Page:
[LINK] After the drug patents run out - there's drug monopolies

Kim Holburn kim at holburn.net
Sun Mar 27 09:40:45 AEDT 2011

On 2011/Mar/27, at 5:20 AM, Scott Howard wrote:

> On Thu, Mar 24, 2011 at 11:58 PM, Kim Holburn <kim at holburn.net> wrote:
>> <http://www.techdirt.com/articles/20110324/02181913605/fda-suddenly-bans-drugs-that-have-been-market-decades.shtml>>
>> In 2006 the first "new" monopoly that was created by this FDA process was
>> for the malaria drug quinine sulfate. This left only Mutual Pharmaceutical
>> Company to manufacture quinine in the US (pdf). While malaria is not a
>> disease that affects many people in the US, it is big business worldwide.
>> Malaria causes 300 to 500 million infections and over 1 million deaths each
>> year. Treating this disease with quinine used to cost pennies a day. In
>> fact, the British turned this treatment into a cocktail, the gin and tonic
>> (quinine water).
> According to Wikipedia :
> "From 1969 to 1992, the U.S. Food and Drug Administration (FDA) received 157
> reports of health problems related to quinine use, including 23 which had
> resulted in death"
> "As of 2006, quinine is no longer recommended by the WHO as first line
> treatment for malaria and should be used only when artemesinins are not
> available."
> "Until recently, quinine was also a common "off-label" treatment for
> nocturnal leg cramps. This practice is now considered dubious by the FDA."
>> Another drug removed was the antihistamine carbinoxamine, which was
>> created prior to needing FDA approval, in the early 1950s. It was approved
>> by the FDA in a slightly modified form in 2006. It is now sold exclusively
>> by Mikart, Inc and Pamlab, LLC with no future competition because the FDA
>> has banned all 120 other versions of carbinoxamine. You can imagine just how
>> much that must increase the profits for Mikart and Pamlab on carbinoxamine,
>> though that seems to come at the expense of consumers.
> Again from Wikipedia :
> "In June 2006 the FDA announced that more than 120 branded pharmacy products
> containing carbinoxamine were being illegally marketed, and demanded they be
> removed from the marketplace. This action was precipitated by twenty-one
> reported deaths in children under the age of two who had been administered
> carbinoxamine-containing products. Despite the fact that the drug had not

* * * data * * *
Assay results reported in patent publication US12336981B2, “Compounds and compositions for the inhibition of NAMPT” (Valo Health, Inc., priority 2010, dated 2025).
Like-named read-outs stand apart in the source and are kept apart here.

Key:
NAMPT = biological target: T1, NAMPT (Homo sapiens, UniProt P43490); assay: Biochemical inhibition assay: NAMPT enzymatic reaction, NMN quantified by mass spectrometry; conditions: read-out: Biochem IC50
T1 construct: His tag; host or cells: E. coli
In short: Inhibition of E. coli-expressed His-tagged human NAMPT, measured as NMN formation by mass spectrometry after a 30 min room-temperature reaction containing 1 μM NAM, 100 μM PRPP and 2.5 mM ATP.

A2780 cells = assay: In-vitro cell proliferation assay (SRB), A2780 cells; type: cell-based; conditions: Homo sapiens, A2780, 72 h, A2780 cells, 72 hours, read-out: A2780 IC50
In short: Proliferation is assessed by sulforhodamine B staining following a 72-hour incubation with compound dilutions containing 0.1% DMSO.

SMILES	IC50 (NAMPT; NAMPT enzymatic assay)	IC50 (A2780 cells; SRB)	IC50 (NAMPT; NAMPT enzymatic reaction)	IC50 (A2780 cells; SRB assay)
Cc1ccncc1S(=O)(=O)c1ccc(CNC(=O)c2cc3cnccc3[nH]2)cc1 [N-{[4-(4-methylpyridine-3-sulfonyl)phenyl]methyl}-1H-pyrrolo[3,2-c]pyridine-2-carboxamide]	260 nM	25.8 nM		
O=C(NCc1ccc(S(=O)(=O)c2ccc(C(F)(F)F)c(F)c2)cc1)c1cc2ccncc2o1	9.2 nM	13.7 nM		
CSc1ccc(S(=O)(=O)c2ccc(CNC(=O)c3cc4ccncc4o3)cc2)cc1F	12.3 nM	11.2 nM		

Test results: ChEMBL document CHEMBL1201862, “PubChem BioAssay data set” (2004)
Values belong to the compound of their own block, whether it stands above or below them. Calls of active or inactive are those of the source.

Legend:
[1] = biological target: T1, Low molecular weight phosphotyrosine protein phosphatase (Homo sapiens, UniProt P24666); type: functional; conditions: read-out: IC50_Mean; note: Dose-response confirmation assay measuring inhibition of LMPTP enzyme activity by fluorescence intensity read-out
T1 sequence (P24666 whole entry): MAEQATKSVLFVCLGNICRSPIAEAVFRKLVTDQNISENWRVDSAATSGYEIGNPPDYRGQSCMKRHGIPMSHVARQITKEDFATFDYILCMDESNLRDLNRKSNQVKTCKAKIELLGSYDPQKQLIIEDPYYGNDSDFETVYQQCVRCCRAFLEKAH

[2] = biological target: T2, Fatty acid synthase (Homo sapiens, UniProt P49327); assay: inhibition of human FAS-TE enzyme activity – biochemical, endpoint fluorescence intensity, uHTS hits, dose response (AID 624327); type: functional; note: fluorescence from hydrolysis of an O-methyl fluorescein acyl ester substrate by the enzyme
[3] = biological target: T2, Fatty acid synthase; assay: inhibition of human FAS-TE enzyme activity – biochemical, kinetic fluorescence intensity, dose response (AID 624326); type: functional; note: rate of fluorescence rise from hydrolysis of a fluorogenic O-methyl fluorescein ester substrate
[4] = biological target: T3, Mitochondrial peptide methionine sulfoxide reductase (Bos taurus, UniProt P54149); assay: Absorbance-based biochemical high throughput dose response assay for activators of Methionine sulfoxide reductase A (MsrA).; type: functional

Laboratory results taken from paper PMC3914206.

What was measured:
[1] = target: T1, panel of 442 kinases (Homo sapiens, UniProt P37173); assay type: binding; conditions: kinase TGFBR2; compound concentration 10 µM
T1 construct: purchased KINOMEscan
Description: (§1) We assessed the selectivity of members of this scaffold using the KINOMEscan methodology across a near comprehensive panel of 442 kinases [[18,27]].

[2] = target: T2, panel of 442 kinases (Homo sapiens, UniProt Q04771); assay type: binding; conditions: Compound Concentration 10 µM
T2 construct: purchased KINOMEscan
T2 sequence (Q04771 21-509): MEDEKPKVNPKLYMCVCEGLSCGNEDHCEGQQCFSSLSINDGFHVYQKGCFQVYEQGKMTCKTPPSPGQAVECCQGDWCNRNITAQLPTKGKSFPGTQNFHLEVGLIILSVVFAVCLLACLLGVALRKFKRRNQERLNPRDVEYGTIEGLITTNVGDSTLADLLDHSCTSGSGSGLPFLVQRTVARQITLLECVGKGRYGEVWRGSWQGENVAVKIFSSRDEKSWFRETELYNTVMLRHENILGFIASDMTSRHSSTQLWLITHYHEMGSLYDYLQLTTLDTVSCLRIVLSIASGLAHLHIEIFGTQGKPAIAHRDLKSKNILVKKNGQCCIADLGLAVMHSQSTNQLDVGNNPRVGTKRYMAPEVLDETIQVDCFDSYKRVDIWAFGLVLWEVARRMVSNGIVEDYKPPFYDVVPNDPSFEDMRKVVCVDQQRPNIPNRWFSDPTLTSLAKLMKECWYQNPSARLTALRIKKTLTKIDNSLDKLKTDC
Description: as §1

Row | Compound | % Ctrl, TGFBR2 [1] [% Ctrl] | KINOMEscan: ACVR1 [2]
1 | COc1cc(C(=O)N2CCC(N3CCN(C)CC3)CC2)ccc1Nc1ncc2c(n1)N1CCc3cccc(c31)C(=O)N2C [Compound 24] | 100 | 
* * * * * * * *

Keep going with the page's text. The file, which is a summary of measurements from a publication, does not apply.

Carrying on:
> been studied in this age group, a multitude of OTC preparations containing
> carbinoxamine were being marketed for infants and toddlers. At present, all
> carbinoxamine-containing formulations are approved only for adults or
> children ages 3 or older."
> I'm not suggesting that these necessarily warranted the pulling of these
> drugs, nor even that what's on Wikipedia is correct itself - but as is often
> the case it's clear that there's more to the story than first reported...

Here's one that is a useful drug:


> FDA grants monopoly over preterm labor prevention drug: 15,000 percent price increase then announced
> Sunday, March 13, 2011 by: Ethan A. Huff, staff writer
> Still think the US Food and Drug Administration (FDA) has your best interests in mind? According to new reports, the agency has arbitrarily decided to grant exclusive approval to KV Pharmaceutical to produce the one-and-only FDA-approved premature birth prevention drug -- which is really just a modified, patented version of the common hormone progesterone -- administered to women with a high risk of preterm delivery. So what used to cost women as little as $10 to buy from their local compounding pharmacy will now cost $1,500, thanks to the FDA.
> Progesterone injections have long been custom-made by compounding pharmacies and sold for very little to women in need of them because, frankly, they cost very little to produce. But a backroom deal over at the FDA has changed everything, allowing a single pharmaceutical company to gain monopolistic control over the drug, which in turn allows that company to charge whatever it wants to for the injections, even if it is thousands of times more than what the drug actually costs to produce.

Kim Holburn
IT Network & Security Consultant
T: +61 2 61402408  M: +61 404072753
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